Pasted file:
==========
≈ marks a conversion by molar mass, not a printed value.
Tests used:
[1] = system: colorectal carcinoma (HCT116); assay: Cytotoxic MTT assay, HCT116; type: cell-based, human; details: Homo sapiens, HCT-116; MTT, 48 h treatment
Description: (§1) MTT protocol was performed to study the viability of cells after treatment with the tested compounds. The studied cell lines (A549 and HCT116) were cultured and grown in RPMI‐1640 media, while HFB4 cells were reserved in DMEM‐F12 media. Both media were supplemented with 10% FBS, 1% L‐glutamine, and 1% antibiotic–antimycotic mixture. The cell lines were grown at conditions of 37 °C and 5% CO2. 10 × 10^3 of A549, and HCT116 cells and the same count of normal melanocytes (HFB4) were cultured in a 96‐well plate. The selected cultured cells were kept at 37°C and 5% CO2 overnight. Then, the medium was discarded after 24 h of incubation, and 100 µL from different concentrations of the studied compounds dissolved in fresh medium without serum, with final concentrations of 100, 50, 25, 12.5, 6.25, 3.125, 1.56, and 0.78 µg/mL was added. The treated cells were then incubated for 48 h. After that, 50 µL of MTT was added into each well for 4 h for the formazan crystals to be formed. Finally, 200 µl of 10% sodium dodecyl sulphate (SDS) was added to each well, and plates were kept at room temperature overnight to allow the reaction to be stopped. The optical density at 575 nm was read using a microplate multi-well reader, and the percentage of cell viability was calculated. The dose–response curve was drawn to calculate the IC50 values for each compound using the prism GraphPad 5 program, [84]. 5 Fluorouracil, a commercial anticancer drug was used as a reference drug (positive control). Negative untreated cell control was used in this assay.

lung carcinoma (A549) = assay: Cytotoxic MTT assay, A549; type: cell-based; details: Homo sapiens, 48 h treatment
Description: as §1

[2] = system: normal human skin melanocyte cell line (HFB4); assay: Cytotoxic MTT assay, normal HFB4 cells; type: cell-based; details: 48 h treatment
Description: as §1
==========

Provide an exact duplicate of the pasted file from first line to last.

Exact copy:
≈ marks a conversion by molar mass, not a printed value.
Tests used:
[1] = system: colorectal carcinoma (HCT116); assay: Cytotoxic MTT assay, HCT116; type: cell-based, human; details: Homo sapiens, HCT-116; MTT, 48 h treatment
Description: (§1) MTT protocol was performed to study the viability of cells after treatment with the tested compounds. The studied cell lines (A549 and HCT116) were cultured and grown in RPMI‐1640 media, while HFB4 cells were reserved in DMEM‐F12 media. Both media were supplemented with 10% FBS, 1% L‐glutamine, and 1% antibiotic–antimycotic mixture. The cell lines were grown at conditions of 37 °C and 5% CO2. 10 × 10^3 of A549, and HCT116 cells and the same count of normal melanocytes (HFB4) were cultured in a 96‐well plate. The selected cultured cells were kept at 37°C and 5% CO2 overnight. Then, the medium was discarded after 24 h of incubation, and 100 µL from different concentrations of the studied compounds dissolved in fresh medium without serum, with final concentrations of 100, 50, 25, 12.5, 6.25, 3.125, 1.56, and 0.78 µg/mL was added. The treated cells were then incubated for 48 h. After that, 50 µL of MTT was added into each well for 4 h for the formazan crystals to be formed. Finally, 200 µl of 10% sodium dodecyl sulphate (SDS) was added to each well, and plates were kept at room temperature overnight to allow the reaction to be stopped. The optical density at 575 nm was read using a microplate multi-well reader, and the percentage of cell viability was calculated. The dose–response curve was drawn to calculate the IC50 values for each compound using the prism GraphPad 5 program, [84]. 5 Fluorouracil, a commercial anticancer drug was used as a reference drug (positive control). Negative untreated cell control was used in this assay.

lung carcinoma (A549) = assay: Cytotoxic MTT assay, A549; type: cell-based; details: Homo sapiens, 48 h treatment
Description: as §1

[2] = system: normal human skin melanocyte cell line (HFB4); assay: Cytotoxic MTT assay, normal HFB4 cells; type: cell-based; details: 48 h treatment
Description: as §1